In the current New Yorker, David Owen has a provocative, cautionary article on the difficulty of addressing climate change that points out that the only thing ever shown to truly lower CO2 emissions is a well timed industrial implosion.  Greenhouse gas emissions are the result, generally, of prosperity. 

While the article has many interesting observations, Owen draws a fine point on a subject that is often neglected and has relevance both to proposals to put a price on carbon and the future of Detroit, namely the mathematical equivalence between cheaper gas--anathema to many environmentalists--and, paradoxically, higher fuel economy 

The centerpiece of emissions policy for decades has been higher fuel economy standards.  However, as Owen notes, if higher gas prices such as those last summer lowered miles traveled and stimulated use of mass transit, then their mathematical equivalent, improved fuel economy or fiddling with the other side of the equation, can only reverse those trends. Higher fuel economy and, indeed, to a degree energy efficiency writ large suffer from the same problem.  Both encourage greater consumption of energy as cost declines.

Although Owen does not explore the next question, consider the impact of higher fuel economy and energy efficiency on energy independence--another major driver of efforts to get off fossil fuels.

Higher fuel economy which is to say cheaper driving if it leads to more driving as it appears to do may not reduce consumption of gas or oil and therefore either their price or money transferred to oil producing states.

This does suggest an interesting difference between hybrid and pure electric cars.  Whereas hybrids by improving gas mileage may promote more driving, limiting their effect on emissions, pure electric cars such as the planned Chevy Volt should unequivocally lower carbon emissions and oil consumption (since electricity generally produces less CO2 than gasoline thanks to its use of hydro, nuclear and natural gas-fired power not to mention renewables.)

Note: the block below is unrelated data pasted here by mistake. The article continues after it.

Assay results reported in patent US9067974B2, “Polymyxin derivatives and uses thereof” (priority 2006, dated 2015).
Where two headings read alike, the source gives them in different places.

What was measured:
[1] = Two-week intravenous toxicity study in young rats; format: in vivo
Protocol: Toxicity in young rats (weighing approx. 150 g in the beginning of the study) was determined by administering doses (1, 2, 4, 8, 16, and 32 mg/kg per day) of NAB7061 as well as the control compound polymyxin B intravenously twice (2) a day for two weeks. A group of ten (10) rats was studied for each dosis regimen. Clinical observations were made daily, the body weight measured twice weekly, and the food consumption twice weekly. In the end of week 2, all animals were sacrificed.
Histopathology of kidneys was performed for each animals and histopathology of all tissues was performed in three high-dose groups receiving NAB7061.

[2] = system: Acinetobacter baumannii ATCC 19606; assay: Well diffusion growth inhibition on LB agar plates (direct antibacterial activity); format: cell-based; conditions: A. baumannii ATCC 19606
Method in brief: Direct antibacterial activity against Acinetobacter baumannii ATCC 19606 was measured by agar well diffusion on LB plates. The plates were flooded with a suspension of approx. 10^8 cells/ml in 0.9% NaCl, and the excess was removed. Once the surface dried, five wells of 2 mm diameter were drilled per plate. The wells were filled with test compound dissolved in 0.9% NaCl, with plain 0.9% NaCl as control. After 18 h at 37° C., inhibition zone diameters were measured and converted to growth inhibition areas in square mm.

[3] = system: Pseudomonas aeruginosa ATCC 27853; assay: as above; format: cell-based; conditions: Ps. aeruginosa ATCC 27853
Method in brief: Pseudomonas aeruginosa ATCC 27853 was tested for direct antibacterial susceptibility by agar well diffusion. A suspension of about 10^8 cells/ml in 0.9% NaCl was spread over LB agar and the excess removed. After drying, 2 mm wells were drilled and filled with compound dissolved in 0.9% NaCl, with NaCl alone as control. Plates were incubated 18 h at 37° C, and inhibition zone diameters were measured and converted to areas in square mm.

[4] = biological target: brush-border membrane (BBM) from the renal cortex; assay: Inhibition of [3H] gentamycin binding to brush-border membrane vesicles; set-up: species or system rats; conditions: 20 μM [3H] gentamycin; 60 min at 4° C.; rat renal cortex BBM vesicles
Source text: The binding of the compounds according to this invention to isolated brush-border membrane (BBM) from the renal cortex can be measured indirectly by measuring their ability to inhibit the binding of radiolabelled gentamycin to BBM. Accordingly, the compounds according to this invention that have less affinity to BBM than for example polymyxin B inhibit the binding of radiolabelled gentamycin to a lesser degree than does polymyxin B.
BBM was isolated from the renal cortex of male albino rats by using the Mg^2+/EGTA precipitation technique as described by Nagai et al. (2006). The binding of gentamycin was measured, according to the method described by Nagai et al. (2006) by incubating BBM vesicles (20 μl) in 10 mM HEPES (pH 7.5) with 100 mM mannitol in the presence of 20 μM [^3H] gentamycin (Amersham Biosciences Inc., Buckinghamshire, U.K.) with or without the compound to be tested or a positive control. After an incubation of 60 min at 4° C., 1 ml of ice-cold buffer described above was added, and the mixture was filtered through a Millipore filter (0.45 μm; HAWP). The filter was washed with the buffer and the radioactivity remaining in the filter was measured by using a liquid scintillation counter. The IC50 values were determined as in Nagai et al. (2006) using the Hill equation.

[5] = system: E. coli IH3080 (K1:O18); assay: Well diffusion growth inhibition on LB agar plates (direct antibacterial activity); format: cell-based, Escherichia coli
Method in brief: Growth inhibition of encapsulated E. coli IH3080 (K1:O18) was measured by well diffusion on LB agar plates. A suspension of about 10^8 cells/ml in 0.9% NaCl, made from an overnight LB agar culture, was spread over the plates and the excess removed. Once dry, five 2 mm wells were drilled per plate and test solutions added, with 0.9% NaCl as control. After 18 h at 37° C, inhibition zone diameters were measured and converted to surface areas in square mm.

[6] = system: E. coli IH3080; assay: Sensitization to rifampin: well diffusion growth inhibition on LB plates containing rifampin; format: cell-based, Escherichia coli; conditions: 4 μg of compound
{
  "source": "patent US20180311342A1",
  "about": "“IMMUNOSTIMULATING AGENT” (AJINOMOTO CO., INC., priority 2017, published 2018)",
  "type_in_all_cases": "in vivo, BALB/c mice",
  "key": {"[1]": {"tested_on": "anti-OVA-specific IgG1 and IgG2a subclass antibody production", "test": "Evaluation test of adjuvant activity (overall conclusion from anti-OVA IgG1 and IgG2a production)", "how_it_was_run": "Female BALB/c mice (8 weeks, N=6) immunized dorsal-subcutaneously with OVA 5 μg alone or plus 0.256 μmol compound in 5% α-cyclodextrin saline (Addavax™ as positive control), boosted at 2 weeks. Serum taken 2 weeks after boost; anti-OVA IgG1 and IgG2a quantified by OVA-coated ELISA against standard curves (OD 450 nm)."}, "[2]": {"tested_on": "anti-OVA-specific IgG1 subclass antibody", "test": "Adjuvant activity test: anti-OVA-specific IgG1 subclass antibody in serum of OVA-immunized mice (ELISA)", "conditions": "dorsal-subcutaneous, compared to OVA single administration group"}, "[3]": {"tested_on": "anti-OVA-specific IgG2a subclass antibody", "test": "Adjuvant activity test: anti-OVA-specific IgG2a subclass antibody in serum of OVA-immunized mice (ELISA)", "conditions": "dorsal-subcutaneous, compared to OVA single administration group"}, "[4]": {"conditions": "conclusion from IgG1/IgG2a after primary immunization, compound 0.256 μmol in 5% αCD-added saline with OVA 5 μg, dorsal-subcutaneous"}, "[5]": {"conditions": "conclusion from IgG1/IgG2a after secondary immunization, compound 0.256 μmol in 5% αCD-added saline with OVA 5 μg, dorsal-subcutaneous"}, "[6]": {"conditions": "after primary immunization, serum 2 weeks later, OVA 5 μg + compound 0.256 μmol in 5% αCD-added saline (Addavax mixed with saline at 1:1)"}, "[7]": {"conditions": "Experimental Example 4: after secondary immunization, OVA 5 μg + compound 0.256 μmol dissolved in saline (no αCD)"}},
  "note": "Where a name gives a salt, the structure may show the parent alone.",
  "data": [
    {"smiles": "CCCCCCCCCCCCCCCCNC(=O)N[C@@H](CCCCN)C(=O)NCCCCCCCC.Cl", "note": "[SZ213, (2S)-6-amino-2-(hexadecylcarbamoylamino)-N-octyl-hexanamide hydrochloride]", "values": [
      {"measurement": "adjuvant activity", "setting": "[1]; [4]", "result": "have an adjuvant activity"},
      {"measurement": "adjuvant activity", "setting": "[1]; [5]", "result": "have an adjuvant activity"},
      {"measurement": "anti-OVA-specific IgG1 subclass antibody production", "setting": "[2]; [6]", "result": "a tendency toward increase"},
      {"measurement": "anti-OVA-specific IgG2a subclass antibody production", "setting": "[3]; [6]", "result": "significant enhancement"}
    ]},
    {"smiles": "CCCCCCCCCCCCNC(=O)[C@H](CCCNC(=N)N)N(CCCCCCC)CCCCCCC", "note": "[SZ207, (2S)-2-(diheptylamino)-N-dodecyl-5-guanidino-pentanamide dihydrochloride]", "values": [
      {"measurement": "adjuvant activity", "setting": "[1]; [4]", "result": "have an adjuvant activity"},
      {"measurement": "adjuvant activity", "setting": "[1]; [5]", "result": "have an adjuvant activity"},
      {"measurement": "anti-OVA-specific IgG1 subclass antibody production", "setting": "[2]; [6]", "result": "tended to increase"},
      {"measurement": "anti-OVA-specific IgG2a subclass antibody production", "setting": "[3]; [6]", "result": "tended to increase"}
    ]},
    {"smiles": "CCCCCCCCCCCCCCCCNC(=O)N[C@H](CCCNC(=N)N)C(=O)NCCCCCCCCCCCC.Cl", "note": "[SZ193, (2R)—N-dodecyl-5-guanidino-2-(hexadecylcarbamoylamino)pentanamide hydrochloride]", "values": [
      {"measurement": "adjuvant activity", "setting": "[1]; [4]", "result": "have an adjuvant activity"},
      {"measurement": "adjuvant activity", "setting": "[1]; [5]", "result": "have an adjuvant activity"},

But you say didn't cutting back on gas use last year after prices spiked, cause the price of oil to collapse, reducing payments to foreign oil producers?

First, the falloff in driving followed a price spike.  It only showed, therefore, that people consume driving like other normal goods, using more when costs drop and less when they rise.  The subsequent collapse of oil prices is much more tied to the collapse of the global economy than to any conservation efforts.

All of which brings us to the other main proposal for reducing emissions, the one now gaining traction in Congress: putting a price on carbon through a cap and trade system or tax.  In contrast, to better fuel economy or energy efficiency writ large, a cap that absoutely limits emissions or a cap and trade system that allows emissions at a price, by raising the price of fossil fuels should lower their consumption and thus greenhouse emissions.

This is not to say it will be easy to implement a cap and trade system or tax. However, it does suggest that we ought to try as the focus on fuel economy and energy efficiency alone will not get us to a lower carbon economy.